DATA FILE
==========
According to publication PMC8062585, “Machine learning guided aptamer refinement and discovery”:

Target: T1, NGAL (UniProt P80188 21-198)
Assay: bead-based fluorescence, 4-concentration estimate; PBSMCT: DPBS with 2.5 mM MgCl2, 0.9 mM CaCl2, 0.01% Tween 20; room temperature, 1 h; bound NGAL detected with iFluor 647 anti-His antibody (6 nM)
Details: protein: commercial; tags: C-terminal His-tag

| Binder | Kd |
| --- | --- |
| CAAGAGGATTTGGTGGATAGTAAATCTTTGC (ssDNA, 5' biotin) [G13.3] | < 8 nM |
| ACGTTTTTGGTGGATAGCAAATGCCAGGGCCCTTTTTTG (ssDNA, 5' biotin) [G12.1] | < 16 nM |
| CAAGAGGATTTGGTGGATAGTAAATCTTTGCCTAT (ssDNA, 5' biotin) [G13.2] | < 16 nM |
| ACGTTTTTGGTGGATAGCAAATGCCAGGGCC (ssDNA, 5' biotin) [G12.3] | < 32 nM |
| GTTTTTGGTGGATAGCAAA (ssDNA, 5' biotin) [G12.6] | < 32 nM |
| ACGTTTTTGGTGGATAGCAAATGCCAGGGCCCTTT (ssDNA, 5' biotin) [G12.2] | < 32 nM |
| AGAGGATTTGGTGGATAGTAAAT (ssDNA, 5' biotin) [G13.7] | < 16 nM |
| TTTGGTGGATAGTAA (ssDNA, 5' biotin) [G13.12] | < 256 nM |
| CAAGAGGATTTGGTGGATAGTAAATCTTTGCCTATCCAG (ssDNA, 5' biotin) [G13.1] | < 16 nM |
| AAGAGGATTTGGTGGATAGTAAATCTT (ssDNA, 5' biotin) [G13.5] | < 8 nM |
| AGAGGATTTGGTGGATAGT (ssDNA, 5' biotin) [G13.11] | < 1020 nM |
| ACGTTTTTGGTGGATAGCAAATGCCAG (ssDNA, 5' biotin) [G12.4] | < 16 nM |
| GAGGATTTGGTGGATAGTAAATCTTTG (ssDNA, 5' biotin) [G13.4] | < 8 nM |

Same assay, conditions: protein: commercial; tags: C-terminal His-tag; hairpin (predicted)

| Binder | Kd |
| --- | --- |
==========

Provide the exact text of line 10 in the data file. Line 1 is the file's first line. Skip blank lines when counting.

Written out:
| ACGTTTTTGGTGGATAGCAAATGCCAGGGCC (ssDNA, 5' biotin) [G12.3] | < 32 nM |